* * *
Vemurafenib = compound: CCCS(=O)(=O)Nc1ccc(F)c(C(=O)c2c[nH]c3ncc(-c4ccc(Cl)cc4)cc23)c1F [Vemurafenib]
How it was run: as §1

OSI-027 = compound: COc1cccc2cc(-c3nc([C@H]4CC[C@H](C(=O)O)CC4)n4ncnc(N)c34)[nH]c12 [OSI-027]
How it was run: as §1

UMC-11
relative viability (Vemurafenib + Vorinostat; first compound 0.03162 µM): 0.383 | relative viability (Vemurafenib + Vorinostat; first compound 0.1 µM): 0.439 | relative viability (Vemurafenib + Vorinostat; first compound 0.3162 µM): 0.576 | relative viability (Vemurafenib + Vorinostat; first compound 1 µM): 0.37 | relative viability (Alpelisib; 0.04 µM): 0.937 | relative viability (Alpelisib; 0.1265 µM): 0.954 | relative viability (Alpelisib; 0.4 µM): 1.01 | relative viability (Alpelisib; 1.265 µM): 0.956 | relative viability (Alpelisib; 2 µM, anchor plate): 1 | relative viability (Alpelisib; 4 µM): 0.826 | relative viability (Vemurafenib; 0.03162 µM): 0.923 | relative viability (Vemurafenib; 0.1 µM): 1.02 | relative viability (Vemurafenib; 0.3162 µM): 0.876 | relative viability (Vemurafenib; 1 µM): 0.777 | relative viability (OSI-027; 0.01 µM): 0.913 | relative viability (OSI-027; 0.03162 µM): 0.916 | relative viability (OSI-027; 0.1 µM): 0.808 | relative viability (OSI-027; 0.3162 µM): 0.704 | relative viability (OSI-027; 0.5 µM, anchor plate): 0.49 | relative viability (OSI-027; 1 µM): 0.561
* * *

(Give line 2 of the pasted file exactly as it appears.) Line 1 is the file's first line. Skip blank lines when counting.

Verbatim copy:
How it was run: as §1